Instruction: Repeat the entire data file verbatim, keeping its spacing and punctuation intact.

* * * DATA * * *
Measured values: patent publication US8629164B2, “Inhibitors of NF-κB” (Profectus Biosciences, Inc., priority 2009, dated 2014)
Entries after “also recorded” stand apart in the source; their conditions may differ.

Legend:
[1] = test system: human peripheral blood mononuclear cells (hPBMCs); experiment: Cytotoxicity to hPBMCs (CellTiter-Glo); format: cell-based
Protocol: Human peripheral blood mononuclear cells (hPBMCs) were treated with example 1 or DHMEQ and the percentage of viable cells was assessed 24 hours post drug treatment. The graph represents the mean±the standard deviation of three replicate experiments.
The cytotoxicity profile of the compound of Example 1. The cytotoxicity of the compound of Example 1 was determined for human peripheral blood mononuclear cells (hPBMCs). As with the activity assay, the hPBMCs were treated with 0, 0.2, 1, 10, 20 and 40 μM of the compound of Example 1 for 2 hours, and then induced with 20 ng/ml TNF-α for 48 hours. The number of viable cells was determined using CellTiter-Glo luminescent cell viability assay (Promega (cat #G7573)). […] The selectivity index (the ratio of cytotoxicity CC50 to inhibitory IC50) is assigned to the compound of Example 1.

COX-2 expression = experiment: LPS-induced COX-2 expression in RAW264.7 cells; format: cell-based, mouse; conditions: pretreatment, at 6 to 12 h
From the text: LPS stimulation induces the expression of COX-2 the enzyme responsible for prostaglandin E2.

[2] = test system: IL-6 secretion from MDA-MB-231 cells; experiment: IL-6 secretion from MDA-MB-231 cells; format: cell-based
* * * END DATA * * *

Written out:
Measured values: patent publication US8629164B2, “Inhibitors of NF-κB” (Profectus Biosciences, Inc., priority 2009, dated 2014)
Entries after “also recorded” stand apart in the source; their conditions may differ.

Legend:
[1] = test system: human peripheral blood mononuclear cells (hPBMCs); experiment: Cytotoxicity to hPBMCs (CellTiter-Glo); format: cell-based
Protocol: Human peripheral blood mononuclear cells (hPBMCs) were treated with example 1 or DHMEQ and the percentage of viable cells was assessed 24 hours post drug treatment. The graph represents the mean±the standard deviation of three replicate experiments.
The cytotoxicity profile of the compound of Example 1. The cytotoxicity of the compound of Example 1 was determined for human peripheral blood mononuclear cells (hPBMCs). As with the activity assay, the hPBMCs were treated with 0, 0.2, 1, 10, 20 and 40 μM of the compound of Example 1 for 2 hours, and then induced with 20 ng/ml TNF-α for 48 hours. The number of viable cells was determined using CellTiter-Glo luminescent cell viability assay (Promega (cat #G7573)). […] The selectivity index (the ratio of cytotoxicity CC50 to inhibitory IC50) is assigned to the compound of Example 1.

COX-2 expression = experiment: LPS-induced COX-2 expression in RAW264.7 cells; format: cell-based, mouse; conditions: pretreatment, at 6 to 12 h
From the text: LPS stimulation induces the expression of COX-2 the enzyme responsible for prostaglandin E2.

[2] = test system: IL-6 secretion from MDA-MB-231 cells; experiment: IL-6 secretion from MDA-MB-231 cells; format: cell-based